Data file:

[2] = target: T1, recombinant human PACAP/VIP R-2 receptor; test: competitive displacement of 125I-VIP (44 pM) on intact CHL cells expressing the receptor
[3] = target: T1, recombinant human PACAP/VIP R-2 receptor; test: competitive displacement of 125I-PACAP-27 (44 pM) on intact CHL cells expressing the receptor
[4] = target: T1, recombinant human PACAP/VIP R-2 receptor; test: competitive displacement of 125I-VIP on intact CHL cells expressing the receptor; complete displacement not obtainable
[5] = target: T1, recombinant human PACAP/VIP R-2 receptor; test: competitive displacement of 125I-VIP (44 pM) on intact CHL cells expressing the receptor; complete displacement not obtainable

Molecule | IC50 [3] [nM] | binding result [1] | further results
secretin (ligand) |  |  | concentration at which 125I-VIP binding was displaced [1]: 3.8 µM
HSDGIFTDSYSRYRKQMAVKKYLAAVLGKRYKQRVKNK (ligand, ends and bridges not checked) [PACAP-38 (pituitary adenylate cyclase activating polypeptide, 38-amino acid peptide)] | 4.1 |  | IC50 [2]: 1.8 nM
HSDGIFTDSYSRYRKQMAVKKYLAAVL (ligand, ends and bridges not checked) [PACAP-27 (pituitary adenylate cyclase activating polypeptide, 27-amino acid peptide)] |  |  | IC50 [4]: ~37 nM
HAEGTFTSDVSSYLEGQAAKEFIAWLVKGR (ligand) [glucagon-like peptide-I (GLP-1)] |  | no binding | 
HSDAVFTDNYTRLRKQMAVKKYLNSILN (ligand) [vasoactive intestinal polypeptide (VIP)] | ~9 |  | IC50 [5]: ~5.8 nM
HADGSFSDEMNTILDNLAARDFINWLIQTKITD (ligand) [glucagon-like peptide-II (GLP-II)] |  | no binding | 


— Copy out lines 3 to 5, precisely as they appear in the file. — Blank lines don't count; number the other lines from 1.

[4] = target: T1, recombinant human PACAP/VIP R-2 receptor; test: competitive displacement of 125I-VIP on intact CHL cells expressing the receptor; complete displacement not obtainable
[5] = target: T1, recombinant human PACAP/VIP R-2 receptor; test: competitive displacement of 125I-VIP (44 pM) on intact CHL cells expressing the receptor; complete displacement not obtainable

Molecule | IC50 [3] [nM] | binding result [1] | further results